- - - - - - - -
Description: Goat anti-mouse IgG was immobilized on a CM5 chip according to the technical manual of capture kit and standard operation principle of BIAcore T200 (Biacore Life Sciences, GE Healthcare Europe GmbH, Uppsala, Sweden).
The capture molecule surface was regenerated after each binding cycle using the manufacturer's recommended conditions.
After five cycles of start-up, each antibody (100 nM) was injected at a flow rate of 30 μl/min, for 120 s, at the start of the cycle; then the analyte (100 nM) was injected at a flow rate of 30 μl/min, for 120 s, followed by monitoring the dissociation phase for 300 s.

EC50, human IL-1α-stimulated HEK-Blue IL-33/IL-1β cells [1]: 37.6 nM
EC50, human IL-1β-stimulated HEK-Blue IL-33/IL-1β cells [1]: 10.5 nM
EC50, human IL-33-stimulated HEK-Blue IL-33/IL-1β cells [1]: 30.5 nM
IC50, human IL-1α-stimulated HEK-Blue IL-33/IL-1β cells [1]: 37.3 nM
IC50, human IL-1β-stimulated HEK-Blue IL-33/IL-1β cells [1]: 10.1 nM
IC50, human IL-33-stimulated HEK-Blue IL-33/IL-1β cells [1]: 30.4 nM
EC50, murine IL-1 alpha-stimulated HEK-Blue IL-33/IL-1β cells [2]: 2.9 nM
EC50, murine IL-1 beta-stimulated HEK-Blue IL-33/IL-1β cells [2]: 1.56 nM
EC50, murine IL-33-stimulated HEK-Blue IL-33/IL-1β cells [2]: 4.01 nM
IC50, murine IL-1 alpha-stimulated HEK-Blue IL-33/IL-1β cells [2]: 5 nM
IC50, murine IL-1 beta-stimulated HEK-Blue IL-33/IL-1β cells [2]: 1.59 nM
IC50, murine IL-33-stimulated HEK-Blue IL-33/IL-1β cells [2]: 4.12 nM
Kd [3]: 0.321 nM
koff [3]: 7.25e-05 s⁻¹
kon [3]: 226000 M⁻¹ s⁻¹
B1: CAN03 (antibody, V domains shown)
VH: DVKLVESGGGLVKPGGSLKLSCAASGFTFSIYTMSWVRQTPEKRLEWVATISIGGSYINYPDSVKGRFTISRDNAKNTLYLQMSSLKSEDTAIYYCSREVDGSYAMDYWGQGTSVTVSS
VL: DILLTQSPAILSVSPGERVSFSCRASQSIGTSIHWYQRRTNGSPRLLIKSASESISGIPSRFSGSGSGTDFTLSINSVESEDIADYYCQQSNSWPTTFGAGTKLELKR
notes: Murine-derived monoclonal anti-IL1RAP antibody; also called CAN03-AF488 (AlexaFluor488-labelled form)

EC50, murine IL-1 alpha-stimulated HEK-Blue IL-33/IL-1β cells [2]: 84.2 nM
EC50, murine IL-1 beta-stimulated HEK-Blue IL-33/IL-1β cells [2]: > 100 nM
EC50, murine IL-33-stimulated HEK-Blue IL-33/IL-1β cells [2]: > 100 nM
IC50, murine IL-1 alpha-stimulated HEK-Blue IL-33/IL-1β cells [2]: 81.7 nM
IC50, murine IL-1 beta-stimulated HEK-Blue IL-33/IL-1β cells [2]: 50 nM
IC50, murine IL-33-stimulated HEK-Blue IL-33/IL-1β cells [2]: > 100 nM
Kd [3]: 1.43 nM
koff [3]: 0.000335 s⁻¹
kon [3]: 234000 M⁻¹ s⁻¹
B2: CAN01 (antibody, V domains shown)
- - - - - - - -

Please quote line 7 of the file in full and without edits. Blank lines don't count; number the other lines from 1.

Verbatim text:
IC50, human IL-1α-stimulated HEK-Blue IL-33/IL-1β cells [1]: 37.3 nM